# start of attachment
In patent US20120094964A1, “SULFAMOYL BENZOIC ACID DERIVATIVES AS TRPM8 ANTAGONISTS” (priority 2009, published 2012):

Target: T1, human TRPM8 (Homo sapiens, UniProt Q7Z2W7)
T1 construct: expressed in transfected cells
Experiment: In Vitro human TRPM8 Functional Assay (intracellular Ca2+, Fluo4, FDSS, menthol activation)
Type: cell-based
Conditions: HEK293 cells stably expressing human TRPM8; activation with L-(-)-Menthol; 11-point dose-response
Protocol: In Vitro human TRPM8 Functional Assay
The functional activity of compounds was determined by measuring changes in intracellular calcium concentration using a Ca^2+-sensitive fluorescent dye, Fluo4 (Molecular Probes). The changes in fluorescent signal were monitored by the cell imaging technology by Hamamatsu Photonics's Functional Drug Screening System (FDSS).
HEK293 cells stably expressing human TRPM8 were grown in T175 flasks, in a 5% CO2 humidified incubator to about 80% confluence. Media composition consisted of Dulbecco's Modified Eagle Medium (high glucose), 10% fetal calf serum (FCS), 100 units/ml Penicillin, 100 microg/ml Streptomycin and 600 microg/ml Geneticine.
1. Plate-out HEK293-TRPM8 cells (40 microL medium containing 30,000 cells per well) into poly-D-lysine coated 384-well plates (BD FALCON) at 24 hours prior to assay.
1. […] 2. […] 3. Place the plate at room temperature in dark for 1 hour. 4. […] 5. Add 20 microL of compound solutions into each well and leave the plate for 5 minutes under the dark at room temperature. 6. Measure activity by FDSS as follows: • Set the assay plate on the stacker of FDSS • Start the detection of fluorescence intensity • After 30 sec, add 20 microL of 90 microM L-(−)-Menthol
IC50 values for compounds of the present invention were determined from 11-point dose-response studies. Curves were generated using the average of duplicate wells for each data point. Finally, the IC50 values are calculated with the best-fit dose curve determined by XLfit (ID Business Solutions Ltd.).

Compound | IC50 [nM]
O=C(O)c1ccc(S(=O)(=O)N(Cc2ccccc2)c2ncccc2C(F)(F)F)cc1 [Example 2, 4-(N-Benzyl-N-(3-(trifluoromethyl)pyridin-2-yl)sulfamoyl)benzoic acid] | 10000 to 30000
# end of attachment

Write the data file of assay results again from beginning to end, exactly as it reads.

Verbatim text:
In patent US20120094964A1, “SULFAMOYL BENZOIC ACID DERIVATIVES AS TRPM8 ANTAGONISTS” (priority 2009, published 2012):

Target: T1, human TRPM8 (Homo sapiens, UniProt Q7Z2W7)
T1 construct: expressed in transfected cells
Experiment: In Vitro human TRPM8 Functional Assay (intracellular Ca2+, Fluo4, FDSS, menthol activation)
Type: cell-based
Conditions: HEK293 cells stably expressing human TRPM8; activation with L-(-)-Menthol; 11-point dose-response
Protocol: In Vitro human TRPM8 Functional Assay
The functional activity of compounds was determined by measuring changes in intracellular calcium concentration using a Ca^2+-sensitive fluorescent dye, Fluo4 (Molecular Probes). The changes in fluorescent signal were monitored by the cell imaging technology by Hamamatsu Photonics's Functional Drug Screening System (FDSS).
HEK293 cells stably expressing human TRPM8 were grown in T175 flasks, in a 5% CO2 humidified incubator to about 80% confluence. Media composition consisted of Dulbecco's Modified Eagle Medium (high glucose), 10% fetal calf serum (FCS), 100 units/ml Penicillin, 100 microg/ml Streptomycin and 600 microg/ml Geneticine.
1. Plate-out HEK293-TRPM8 cells (40 microL medium containing 30,000 cells per well) into poly-D-lysine coated 384-well plates (BD FALCON) at 24 hours prior to assay.
1. […] 2. […] 3. Place the plate at room temperature in dark for 1 hour. 4. […] 5. Add 20 microL of compound solutions into each well and leave the plate for 5 minutes under the dark at room temperature. 6. Measure activity by FDSS as follows: • Set the assay plate on the stacker of FDSS • Start the detection of fluorescence intensity • After 30 sec, add 20 microL of 90 microM L-(−)-Menthol
IC50 values for compounds of the present invention were determined from 11-point dose-response studies. Curves were generated using the average of duplicate wells for each data point. Finally, the IC50 values are calculated with the best-fit dose curve determined by XLfit (ID Business Solutions Ltd.).

Compound | IC50 [nM]
O=C(O)c1ccc(S(=O)(=O)N(Cc2ccccc2)c2ncccc2C(F)(F)F)cc1 [Example 2, 4-(N-Benzyl-N-(3-(trifluoromethyl)pyridin-2-yl)sulfamoyl)benzoic acid] | 10000 to 30000